The case against Eda Marie Agueci and eight others is scheduled to begin at the OSC’s headquarters in Toronto on Sept. 30. Ms. Agueci is described by the OSC in a statement of allegations last year as the “central figure” in the scheme.

None of the allegations have been proven. In a brief statement Tuesday, Canada’s biggest capital markets regulator said it has set aside time on Friday morning “to consider whether it is in the public interest to approve a settlement agreement entered into by Staff of the Commission and Ian Telfer.”

In the statement of allegations last year, the OSC alleged that Mr. Telfer advised Ms. Agueci to communicate using her BlackBerry’s PIN-based messaging service to keep her activities secret from GMP.

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Once an economic mainstay, Alberta’s natural gas now struggling to find markets – by Claudia Cattaneo (National Post – September 18, 2013)

The National Post is Canada’s second largest national paper.

Barely a dozen years ago, Alberta was producing so much natural gas the resource was the mainstay of the provincial economy and a big reason Canada was the second-largest natural gas exporter on the planet.

Today, Alberta gas is dirt cheap and is struggling to find a home, pushed to the sidelines by shale gas discoveries in the United States and competition from British Columbia. Even emerging opportunities to export gas in liquid form from the West Coast could elude Alberta gas for years, as projects first draw from gas resources in British Columbia’s immense shale plays.

“There are no easy answers for the Alberta gas producers,” Peter Howard, president and CEO of the Calgary-based Canadian Energy Research Institute, said in an interview. “The next several years are going to be challenging.”

While the oil sands, heavy oil and shale oil have moved to the forefront of Alberta’s resource economy, the question of what to do with Alberta’s estimated 3,400 trillion cubic feet of natural gas resource has prompted provincial politicians to look for new uses, such as increasing demand in the province and promoting access to LNG terminals on the West Coast.

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Specialize or risk losing funding, Ontario tells universities and colleges – by James Bradshaw (Globe and Mail – September 18, 2013)

The Globe and Mail is Canada’s national newspaper with the second largest broadsheet circulation in the country. It has enormous influence on Canada’s political and business elite.

Ontario’s government has taken its boldest step yet to compel universities and colleges to make hard choices about how they spend their resources, circulating a draft policy designed to stretch limited provincial dollars by narrowing some schools’ missions.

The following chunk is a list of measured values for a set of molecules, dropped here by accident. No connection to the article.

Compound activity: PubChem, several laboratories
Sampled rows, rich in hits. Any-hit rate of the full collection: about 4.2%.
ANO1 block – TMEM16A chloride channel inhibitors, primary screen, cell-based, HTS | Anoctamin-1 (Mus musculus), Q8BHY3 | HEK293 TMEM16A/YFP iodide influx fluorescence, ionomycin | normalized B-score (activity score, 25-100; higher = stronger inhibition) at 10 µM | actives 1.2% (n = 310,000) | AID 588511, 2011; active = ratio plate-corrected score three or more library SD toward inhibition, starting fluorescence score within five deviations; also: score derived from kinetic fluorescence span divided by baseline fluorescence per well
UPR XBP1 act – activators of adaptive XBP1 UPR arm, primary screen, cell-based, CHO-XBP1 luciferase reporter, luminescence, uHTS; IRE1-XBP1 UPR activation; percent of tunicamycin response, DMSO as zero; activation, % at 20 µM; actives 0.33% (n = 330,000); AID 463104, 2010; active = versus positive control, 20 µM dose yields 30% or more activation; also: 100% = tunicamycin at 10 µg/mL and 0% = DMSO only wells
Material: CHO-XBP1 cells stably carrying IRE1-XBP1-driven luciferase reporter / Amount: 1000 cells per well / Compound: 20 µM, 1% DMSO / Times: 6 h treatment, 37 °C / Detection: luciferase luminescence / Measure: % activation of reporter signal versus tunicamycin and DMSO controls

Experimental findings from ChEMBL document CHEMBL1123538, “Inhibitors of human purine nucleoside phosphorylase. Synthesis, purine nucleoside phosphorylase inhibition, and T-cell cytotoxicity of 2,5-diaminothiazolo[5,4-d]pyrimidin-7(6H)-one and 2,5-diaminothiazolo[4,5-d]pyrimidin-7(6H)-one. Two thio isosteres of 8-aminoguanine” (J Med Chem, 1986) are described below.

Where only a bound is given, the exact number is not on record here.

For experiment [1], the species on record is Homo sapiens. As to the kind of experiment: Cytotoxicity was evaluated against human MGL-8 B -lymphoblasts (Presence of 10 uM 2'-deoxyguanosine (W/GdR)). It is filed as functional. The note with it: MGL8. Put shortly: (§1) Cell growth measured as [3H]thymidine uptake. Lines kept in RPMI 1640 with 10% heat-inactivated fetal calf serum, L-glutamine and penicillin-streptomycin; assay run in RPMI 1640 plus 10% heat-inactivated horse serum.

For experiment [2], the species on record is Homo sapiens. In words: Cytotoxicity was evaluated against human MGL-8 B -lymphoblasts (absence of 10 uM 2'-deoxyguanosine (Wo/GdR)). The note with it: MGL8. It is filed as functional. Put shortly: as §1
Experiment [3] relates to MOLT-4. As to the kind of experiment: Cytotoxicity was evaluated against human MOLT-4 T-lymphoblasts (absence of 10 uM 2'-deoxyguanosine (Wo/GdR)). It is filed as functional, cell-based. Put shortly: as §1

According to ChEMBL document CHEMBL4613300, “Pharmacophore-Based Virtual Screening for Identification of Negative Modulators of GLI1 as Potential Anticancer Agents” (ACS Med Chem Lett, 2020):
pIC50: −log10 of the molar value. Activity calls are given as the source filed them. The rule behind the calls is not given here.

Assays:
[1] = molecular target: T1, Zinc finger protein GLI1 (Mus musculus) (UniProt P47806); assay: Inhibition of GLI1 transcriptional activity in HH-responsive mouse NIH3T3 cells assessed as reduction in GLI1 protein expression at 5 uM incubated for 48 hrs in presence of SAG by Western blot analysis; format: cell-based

The draft framework for greater “differentiation” between schools was sent to higher-education leaders for feedback on Tuesday, marked “Confidential” but obtained by The Globe and Mail. After spending a decade investing in massive enrolment growth, the government is trying to climb out of a record deficit, and the paper argues that, without change, “Over time the sustainability of postsecondary education may be at risk.”

The paper sets the province and its schools on course for tricky negotiations, which could kick off before 2013 ends and drive some difficult shifts in priorities. Universities are ultimately free to set their own course, but where the province disagrees with a school’s direction, it can steer behaviour with levers such as funding, allocating extra student spaces and approvals for new programs.

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Vale fined $1M in Sudbury miners’ deaths – CBC News Sudbury (September 17, 2013)

Vale Canada Ltd. fined $1,050,00 after 2 workers fatally injured in 2011

Mining giant Vale Canada has been fined more than $1 million in connection with a double fatality in 2011 in which miners were buried in a torrent of mud. Jason Chenier and Jordan Fram were killed when wet mud and ore flooded the tunnel where they were working at Vale’s Stobie Mine in Sudbury, Ont., on June 8, 2011.

Chenier and Fram were working in an ore pass at the 3000 foot level, transferring broken rock and ore upwards when there was a sudden release of muck, sand and water. The run of muck came through a transfer gate, burying one working and hitting another causing massive crush injuries.

The Ministry of Labour laid charges under the Occupational Health and Safety Act in the accident after finding there had been a blockage of wet muck in the ore pass. It also said Vale had failed to deal with earlier water issues in the mine. The company was fined $1,050,000, the highest fine ever given under the health and safety act, by an Ontario court.

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Investors turn up the heat on Barrick for boardroom change – by Jacqueline Nelson (Globe and Mail – September 17, 2013)

The Globe and Mail is Canada’s national newspaper with the second largest broadsheet circulation in the country. It has enormous influence on Canada’s political and business elite.

Some investors are seeking reform in Barrick Gold Corp.’s boardroom and want the company to hasten the transfer of power from co-chairman Peter Munk, according to a published report.